Background. Kinesio Taping (KT) has proved to be effective in various musculoskeletal conditions. Although its precise working mechanism has yet to be fully understood, it is believed to interact with neuromuscular function through mechanoceptor activation. No studies designed to assess the effects of KT in chronic low back pain (CLBP) patients have yet been conducted. Aim. The aim of this study was to determine the effects of KT on pain, disability and lumbar muscle function in sufferers of CLBP, both immediately and at a one-month follow-up examination. Design. The study consisted of two phases: phase I was based on an intra-subject pre-test/post-test procedure; phase II was based on a randomized, singleblinded controlled trial. Setting. Outpatient facility. Population. Thirty-nine CLBP patients were enrolled. Methods. KT plus exercise, KT alone or exercise alone have been used for four weeks. Pain, disability and lumbar muscle function were evaluated before and after the treatment period. Results. The patients in all three groups displayed a significant reduction in pain after treatment, though only the exercise-alone group displayed reduced disability. A return to normal lumbar muscle function was observed in 28% of patients, but was not related to a reduction in pain. Conclusion. When applied to CLBP patients, KT leads to pain relief and lumbar muscle function normalization shortly after its application; these effects persist over a short follow-up period. Clinical rehabilitation impact. KT may represent an effective adjunct therapy in the physical rehabilitation program of CLBP patients for immediate and acute pain control.


Fratocchi G.,Physical Medicine and Rehabilitation Unit | Di Mattia F.,Physical Medicine and Rehabilitation Unit | Rossi R.,Physical Medicine and Rehabilitation Unit | Mangone M.,University of Rome La Sapienza | And 4 more authors.
Journal of Science and Medicine in Sport | Year: 2013

Objectives: To investigate the effect of Kinesio Taping (KT) applied over the biceps brachii on maximal isokinetic elbow torque. Design: This study followed a single-blinded, placebo controlled, repeated measures design. Methods: Isokinetic eccentric and concentric elbow peak torques were evaluated without taping (NT), with KT or placebo taping (PT) in 20 healthy participants. Furthermore, all the participants were required to perform a proprioceptive task of elbow joint position sense (JPS) in the same experimental conditions. Results: A significant effect of taping condition was found for concentric elbow peak torque (p= 0.01). Post hoc analysis revealed a statistically significant concentric elbow peak torque improvement between NT and KT (p< 0.05) but not between NT and PT. As regards eccentric elbow peak torque, we found a significant effect of taping condition (p< 0.0001). Significant eccentric elbow peak torque differences were observed between NT and PT (p< 0.01) and between KT and PT (p< 0.001), while the increase observed from NT to KT conditions failed to reach significance at a post hoc analysis. Conclusions: When applied over the biceps brachii, KT increases concentric elbow peak torque in a population of healthy participants, if compared with a PT. © 2012 Sports Medicine Australia.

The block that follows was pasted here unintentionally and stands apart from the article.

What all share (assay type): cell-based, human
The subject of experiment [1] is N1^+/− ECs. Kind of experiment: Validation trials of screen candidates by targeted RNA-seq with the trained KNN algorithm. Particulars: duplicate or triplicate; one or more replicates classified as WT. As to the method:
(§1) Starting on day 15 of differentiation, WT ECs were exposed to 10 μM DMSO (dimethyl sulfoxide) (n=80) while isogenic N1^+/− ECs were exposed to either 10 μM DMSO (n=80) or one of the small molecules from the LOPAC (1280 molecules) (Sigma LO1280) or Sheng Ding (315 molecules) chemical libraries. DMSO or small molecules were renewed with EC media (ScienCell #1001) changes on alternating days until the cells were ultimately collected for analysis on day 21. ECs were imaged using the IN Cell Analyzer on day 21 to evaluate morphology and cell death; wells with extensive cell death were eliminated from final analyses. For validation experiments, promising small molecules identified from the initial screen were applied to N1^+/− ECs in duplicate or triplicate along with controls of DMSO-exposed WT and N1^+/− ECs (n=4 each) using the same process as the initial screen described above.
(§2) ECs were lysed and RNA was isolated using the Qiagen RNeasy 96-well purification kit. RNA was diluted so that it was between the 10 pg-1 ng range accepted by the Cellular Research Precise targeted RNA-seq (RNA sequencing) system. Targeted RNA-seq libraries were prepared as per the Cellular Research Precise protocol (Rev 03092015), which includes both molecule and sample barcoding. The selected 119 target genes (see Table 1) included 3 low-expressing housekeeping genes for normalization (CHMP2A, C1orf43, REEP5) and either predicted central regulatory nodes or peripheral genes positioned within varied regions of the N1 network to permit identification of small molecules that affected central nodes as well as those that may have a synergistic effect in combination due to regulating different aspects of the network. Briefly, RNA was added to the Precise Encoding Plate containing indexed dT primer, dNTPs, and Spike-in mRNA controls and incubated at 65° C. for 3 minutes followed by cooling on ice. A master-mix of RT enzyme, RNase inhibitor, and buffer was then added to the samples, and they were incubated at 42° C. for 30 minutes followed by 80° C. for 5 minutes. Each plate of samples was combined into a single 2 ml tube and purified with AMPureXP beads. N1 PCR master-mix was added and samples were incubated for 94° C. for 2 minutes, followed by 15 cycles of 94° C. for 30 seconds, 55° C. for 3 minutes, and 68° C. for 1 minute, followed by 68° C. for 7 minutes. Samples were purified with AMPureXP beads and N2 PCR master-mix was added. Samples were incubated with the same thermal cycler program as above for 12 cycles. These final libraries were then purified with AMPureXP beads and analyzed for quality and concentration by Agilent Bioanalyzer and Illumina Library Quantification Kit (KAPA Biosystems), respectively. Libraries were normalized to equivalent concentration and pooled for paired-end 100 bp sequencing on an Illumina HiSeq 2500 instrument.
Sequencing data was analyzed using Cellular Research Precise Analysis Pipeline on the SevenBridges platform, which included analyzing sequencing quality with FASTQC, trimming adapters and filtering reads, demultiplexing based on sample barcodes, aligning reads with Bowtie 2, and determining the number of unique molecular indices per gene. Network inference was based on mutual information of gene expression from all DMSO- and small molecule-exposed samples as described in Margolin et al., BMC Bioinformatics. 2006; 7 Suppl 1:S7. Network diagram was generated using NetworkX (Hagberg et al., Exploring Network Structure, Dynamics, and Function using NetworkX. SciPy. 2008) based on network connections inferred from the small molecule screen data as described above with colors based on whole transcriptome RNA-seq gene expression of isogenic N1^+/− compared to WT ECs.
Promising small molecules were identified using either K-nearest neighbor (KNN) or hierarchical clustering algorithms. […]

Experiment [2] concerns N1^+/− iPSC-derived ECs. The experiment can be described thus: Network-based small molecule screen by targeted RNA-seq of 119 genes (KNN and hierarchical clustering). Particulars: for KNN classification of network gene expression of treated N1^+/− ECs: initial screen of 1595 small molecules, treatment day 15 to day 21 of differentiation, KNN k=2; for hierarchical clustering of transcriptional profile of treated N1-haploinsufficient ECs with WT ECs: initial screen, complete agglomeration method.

Ioppolo F.,Physical Medicine and Rehabilitation Unit | Tattoli M.,Physical Medicine and Rehabilitation Unit | Di Sante L.,Physical Medicine and Rehabilitation Unit | Venditto T.,University of Rome La Sapienza | And 6 more authors.
Archives of Physical Medicine and Rehabilitation | Year: 2013

Objectives: To evaluate the effectiveness of shock wave therapy (SWT) for functional improvement and the reduction of pain in patients with calcific tendinitis of the shoulder, and to determine the rate of disappearance of calcifications after therapy at 6 months' follow-up. Data Sources: Articles were searched from the Cochrane Library, MEDLINE, Embase, CINAHL, and Ovid database. Study Selection: We included randomized controlled trials from 1992 to 2011, and their quality was assessed using the Physiotherapy Evidence Database (PEDro) scale. Data Extraction: Studies were evaluated by 2 independent reviewers for their methodologic quality. Disagreements were settled by a third reviewer. Data were then extracted and cross-checked for accuracy. The reviewers were not blinded to the authors of the articles. Data Synthesis: In 4 of the 6 studies included for review, the resorption of calcifications was evaluated using meta-analysis because the studies had 2 treatment groups, while the other 2 studies were analyzed descriptively because they had 3 treatment groups. Fixed- and random-effects models were used to meta-analyze total and partial resorption ratios, and I2 statistics were calculated to assess heterogeneity. Conclusions: We found a clinical improvement with a pooled total resorption ratio of 27.19 (95% confidence interval [CI], 7.20-102.67) and a pooled partial resorption ratio of 16.22 (95% CI, 3.33-79.01). SWT increases shoulder function, reduces pain, and is effective in dissolving calcifications. These results were maintained over the following 6 months. © 2013 by the American Congress of Rehabilitation Medicine.


Paolucci T.,Physical Medicine and Rehabilitation Unit | Saraceni V.M.,Physical Medicine and Rehabilitation Unit | Piccinini G.,Physical Medicine and Rehabilitation Unit
Journal of Pain Research | Year: 2016